When it comes to drinking, you often get what you pay for. The finest, most sumptuous wines or the sharpest, tastiest ales offer a much more satisfying experience for the palate than the mass-produced fare in most bars or shops. Fine living and fine drinking go hand in hand for many – our tipple of choice is a treat that we look for to complement a great meal, good company, a riveting read or a gripping TV drama.
But, while many of us accept we might need to pay a little more for quality, what about the products that are off the scale? Here’s our guide to five of the most expensive drinks that money can buy – and the stories behind their price tags:
Beer doesn’t necessarily command a place at the very top table of the expensive drink market – but that’s not to say that there aren’t any ales that can hold their weight in this list. In the US, Sam Adams releases Utopias every two years at a cost of $150 a bottle. Each batch is aged in sherry, brandy, cognac, bourbon, and scotch casks for up to 18 years and includes a little maple syrup. Still, that’s far from the most expensive price paid for a beer. Nail Brewing in Australia is thought to have earned that moniker for its Antarctic ale. This was brewed with water that was melted down from the ice of the Antarctic. Only 30 bottles were made, with profits going to the Sea Shepherd Conservation Society and each selling for more than $800 a bottle at auction.
As one-off sales go, the limited edition 12-litre bottle of Chateau Margaux 2009 that sold for £122,380 in Dubai shows that the odd wine sale has the ability to go off the scale. Still, the experts at wine-searcher.com put together their top list of the world’s most expensive bottles on sale – many of which are seen as decent investments given the fact that they rise nicely in value. Domaine de la Romanee-Conti Romanee-Conti Grand Cru from Cote de Nuits in France topped the league at an eye-catching £8,310. This wine must be made from at least 85% Pinot Noir grapes and was once described by the Archbishop of Paris as ‘velvet and satin in bottles’ – amen to that.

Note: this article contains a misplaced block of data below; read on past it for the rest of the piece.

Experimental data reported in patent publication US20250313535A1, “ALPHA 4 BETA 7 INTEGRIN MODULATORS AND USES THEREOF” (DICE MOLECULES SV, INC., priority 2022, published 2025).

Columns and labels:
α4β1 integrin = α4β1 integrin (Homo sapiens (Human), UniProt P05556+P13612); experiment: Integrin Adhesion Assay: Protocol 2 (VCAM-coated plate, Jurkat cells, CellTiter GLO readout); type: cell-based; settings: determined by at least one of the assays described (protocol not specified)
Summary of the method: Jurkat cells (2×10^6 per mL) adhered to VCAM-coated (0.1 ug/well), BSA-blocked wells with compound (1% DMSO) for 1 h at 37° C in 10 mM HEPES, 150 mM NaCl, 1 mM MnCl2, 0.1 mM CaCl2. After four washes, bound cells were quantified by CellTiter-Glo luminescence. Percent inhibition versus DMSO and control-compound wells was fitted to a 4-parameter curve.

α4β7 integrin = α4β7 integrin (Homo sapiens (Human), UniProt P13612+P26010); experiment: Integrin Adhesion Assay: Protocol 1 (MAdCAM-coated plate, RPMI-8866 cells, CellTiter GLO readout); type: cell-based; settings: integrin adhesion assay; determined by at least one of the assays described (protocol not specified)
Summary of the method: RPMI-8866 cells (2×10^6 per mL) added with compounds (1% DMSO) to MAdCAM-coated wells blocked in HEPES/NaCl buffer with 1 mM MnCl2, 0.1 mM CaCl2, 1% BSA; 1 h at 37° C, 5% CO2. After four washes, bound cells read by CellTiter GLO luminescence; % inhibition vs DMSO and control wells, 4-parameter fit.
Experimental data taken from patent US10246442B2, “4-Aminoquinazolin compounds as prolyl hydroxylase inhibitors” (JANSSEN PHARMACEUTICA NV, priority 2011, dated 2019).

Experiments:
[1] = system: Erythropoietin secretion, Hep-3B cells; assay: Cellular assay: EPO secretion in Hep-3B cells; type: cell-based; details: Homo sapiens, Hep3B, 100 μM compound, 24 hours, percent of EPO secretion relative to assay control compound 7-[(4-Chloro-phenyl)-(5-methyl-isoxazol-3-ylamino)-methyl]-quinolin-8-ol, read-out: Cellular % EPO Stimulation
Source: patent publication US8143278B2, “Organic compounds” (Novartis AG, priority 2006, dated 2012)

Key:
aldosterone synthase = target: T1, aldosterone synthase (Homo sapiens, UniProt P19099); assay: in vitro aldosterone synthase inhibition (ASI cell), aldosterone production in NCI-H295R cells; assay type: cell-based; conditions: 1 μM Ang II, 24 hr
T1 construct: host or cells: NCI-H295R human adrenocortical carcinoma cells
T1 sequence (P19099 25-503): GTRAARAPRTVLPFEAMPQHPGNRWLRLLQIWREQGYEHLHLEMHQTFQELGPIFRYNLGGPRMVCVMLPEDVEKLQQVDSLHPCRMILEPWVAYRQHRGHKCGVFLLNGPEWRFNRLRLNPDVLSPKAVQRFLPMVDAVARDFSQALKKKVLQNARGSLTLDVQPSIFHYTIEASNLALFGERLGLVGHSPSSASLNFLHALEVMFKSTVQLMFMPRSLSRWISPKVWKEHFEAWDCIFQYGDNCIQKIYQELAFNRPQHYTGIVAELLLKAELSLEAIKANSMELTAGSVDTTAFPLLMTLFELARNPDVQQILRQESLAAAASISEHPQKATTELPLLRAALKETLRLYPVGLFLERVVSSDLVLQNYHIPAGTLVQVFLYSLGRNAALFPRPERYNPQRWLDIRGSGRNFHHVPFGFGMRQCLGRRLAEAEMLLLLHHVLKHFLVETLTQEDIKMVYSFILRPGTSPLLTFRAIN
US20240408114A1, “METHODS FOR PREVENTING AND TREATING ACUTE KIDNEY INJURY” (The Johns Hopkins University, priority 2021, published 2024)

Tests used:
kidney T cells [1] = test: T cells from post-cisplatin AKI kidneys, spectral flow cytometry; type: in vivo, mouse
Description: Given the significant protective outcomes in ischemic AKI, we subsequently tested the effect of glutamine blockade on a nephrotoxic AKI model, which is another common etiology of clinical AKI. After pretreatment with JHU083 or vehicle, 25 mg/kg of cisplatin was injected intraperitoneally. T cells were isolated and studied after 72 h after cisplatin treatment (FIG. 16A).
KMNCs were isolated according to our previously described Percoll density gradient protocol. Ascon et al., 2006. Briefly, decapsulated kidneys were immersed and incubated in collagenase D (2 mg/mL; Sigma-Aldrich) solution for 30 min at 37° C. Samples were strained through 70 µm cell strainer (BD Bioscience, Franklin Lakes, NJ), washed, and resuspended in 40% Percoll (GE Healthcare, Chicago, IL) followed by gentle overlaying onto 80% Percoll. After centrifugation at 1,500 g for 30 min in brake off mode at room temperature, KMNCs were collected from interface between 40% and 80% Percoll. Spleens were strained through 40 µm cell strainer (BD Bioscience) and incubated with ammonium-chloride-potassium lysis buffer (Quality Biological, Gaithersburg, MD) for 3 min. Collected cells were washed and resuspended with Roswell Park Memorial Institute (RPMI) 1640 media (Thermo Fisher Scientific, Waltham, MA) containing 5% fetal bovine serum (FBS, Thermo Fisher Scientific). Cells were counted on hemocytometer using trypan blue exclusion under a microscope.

Cocktails offer us the chance to sup a heady mix of flavours in a glass but Gigi’s manages to be a drink that is rich in both taste and price tag. It sells for £8,888 and is aimed at the well-heeled Mayfair crowd, having been created especially for singer Grace Jones at the star-studded opening of Gigi’s restaurant. With a reputation of being ‘like liquid gold’ the ingredients include vintage Champagne and an ultra-rare Armagnac as well as lashings of gold leaf that give them an extra bling factor.
If gin is your drink of choice then you’d relish the chance to take a sip of Nolet Reserve. This mythical gold-labelled bottle reportedly changes hands for about $700 a bottle.
This is a 104.6 proof unaged spirit in a 750ml bottle, crafted by the Nolet family in Holland which has been crafting such drinks since the late 17th century. The Reserve has a golden hue and includes saffron as a prime botanical.
The rest of the drinks on here are left trailing in the wake of the Tequila Ley .925 – although this has little to do with the actual drink. It’s the diamond sterling bottle that truly turns heads – and helps to command the $3.5 million price tag. A slightly cheaper diamond encrusted bottle still sells for $1.5 million. A similar diamond-studded bottle helps earn the Henri IV Dudognon Heritage Cognac Grande Champagne a $2 million price.